Solving for nuclear structure in light nuclei
In nuclei, all the fundamental forces of nature are at play. The dense region at the center of an atom—where the protons and neutrons are found—is a place where scientists can test their understanding of the fundamental interactions of the smallest building blocks of matter in the universe.
Saori Pastore, assistant professor of physics in Arts & Sciences at Washington University in St. Louis, helps explain what happens in nuclei when they decay, scatter among each other or come into contact with subatomic particles.
Her recent publication, "Weak Transitions in Light Nuclei," in November's Frontiers in Physics, contributes to a body of increasingly accurate, descriptive calculations of nuclear structure and reactions.
Pastore's nuclear theory research directly complements experimental work in the national nuclear and particle physics program, like the work that will be conducted at the Facility for Rare Isotope Beams (FRIB), a $760-million user facility that the Department of Energy (DOE) is building at Michigan State University (MSU). Washington University physicists have collaborated for decades with researchers at MSU, a Midwestern hub for nuclear science.
Pastore is the principal investigator of a new grant from the DOE Office of Science, "Quantum Monte Carlo calculations of lepton-nucleus interactions."
"Here at Washington University, we perform microscopic calculations of nuclear structure and reactions using theoretical and computational methods," Pastore said. "This allows us to fully retain the complexity of nucleonic correlations and dynamics, which are crucial to explain nuclear properties.
"We provide the community with an accurate estimate of nuclear effects," she said.
With her new DOE grant, Pastore is tackling the calculation of beta decay rates in light nuclei. A recent Physical Review C publication, written with first author Garrett King, a graduate student in physics at Washington University, lays out the approach.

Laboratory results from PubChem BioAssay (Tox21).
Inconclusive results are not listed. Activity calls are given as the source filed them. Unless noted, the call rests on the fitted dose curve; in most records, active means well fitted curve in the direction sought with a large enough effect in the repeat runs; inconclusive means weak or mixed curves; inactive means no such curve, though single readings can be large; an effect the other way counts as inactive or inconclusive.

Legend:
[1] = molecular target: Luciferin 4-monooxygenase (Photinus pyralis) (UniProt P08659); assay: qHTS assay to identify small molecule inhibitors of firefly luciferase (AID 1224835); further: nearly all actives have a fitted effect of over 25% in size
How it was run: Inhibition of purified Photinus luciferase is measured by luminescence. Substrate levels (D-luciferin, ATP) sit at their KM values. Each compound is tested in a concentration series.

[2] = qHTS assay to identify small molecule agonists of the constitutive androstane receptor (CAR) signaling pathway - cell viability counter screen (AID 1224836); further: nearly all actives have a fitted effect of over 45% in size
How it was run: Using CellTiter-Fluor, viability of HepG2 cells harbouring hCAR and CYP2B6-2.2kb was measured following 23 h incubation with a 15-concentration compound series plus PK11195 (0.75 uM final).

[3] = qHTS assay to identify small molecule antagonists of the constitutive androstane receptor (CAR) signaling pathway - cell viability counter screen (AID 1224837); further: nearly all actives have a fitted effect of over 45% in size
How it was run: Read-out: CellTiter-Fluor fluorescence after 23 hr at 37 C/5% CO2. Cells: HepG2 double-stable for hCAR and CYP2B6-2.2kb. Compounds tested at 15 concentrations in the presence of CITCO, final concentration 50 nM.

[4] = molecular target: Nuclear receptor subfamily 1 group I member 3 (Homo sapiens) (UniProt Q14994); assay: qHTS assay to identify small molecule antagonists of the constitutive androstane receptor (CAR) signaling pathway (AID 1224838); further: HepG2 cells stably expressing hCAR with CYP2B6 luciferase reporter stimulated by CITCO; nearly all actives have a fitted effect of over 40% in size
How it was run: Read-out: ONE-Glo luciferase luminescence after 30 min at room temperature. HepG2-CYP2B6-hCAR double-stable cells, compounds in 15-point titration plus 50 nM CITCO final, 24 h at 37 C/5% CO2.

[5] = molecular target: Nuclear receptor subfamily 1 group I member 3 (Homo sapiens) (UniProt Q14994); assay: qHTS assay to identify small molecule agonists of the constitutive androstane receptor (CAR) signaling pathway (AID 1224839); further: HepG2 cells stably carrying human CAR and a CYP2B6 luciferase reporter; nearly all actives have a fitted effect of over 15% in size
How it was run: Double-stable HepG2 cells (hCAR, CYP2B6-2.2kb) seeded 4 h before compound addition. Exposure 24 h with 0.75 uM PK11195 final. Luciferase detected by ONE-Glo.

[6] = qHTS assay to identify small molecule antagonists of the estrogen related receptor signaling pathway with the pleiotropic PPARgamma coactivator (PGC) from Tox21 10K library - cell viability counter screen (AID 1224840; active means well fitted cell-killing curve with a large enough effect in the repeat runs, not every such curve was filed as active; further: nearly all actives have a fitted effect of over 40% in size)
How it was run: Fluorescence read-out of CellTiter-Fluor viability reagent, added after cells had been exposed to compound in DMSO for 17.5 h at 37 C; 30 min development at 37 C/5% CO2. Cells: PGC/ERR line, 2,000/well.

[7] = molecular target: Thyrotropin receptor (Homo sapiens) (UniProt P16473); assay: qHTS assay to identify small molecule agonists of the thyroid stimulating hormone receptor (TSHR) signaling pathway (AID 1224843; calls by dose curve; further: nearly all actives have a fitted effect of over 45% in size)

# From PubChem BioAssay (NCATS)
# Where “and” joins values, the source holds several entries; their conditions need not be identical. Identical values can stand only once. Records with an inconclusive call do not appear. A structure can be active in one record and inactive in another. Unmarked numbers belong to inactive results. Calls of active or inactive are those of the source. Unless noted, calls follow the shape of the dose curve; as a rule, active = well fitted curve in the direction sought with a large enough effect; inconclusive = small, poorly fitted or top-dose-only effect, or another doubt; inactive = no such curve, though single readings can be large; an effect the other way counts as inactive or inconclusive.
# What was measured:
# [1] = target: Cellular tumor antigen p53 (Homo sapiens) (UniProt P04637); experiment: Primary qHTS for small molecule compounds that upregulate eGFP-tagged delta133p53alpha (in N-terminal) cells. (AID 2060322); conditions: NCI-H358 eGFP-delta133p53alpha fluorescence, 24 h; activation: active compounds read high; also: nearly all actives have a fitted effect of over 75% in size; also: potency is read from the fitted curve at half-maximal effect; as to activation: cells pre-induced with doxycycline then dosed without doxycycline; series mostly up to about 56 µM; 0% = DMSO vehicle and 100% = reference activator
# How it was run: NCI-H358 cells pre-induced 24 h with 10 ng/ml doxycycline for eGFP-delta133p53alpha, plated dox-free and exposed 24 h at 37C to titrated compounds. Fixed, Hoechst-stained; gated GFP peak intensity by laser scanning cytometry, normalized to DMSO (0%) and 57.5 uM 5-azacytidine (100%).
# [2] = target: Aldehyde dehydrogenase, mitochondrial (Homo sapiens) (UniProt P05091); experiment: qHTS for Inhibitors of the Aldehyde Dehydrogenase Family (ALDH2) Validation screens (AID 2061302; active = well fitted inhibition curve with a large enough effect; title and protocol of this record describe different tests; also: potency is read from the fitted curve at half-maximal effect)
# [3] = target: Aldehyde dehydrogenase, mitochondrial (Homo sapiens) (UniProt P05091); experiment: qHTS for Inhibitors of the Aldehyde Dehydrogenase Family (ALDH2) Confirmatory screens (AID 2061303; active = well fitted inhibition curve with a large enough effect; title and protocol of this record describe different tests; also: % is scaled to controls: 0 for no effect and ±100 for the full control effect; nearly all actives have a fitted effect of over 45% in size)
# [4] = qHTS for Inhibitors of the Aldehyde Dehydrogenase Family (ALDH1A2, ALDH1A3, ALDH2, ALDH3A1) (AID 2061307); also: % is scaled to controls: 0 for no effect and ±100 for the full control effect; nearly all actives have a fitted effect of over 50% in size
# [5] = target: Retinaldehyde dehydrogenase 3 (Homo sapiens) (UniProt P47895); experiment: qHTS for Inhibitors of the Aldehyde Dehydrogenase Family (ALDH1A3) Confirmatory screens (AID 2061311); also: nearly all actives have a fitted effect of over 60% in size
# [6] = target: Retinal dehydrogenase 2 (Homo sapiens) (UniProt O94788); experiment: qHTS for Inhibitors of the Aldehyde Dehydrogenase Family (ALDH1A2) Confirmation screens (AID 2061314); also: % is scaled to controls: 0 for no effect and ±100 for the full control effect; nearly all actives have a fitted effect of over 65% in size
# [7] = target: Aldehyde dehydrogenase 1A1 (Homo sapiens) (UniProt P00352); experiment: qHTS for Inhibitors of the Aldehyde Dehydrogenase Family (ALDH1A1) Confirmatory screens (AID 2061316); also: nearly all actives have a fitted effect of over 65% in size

"In beta decay, a neutron inside the nucleus decays into a proton with the emission of an electron and an antineutrino," Pastore said. "These rates are known experimentally with great accuracy. We use them to test the validity of our microscopic model.
"We will use the grant to continue this program of calculating interactions of neutrinos with nuclei—in particular, processes for which experimental data are scarce or hard to attain or unknown," she said.
Pastore works closely with collaborator Maria Piarulli, assistant professor of physics, and members of the university's Quantum Monte Carlo Group to advance the university's work with researchers using the new FRIB. She is also part of the McDonnell Center for the Space Sciences' Particle and Nuclear Physics, Cosmology and Gravitation research group.
A native of Salento, Italy, Pastore used to travel a lot for conferences and collaborations. Now, because of the COVID-19 pandemic, much of that work is being done online.
"It's easier for theorists to move everything online," Pastore said. "It is a little bit tiring at times, but nothing insurmountable. I feel very lucky that I can keep working and seeing my collaborators virtually.
"I think what is missing really is some sort of quality time with the collaborators, by that I mean informal settings to chat and have a coffee," she said. "Which is, I guess, what we all miss in general."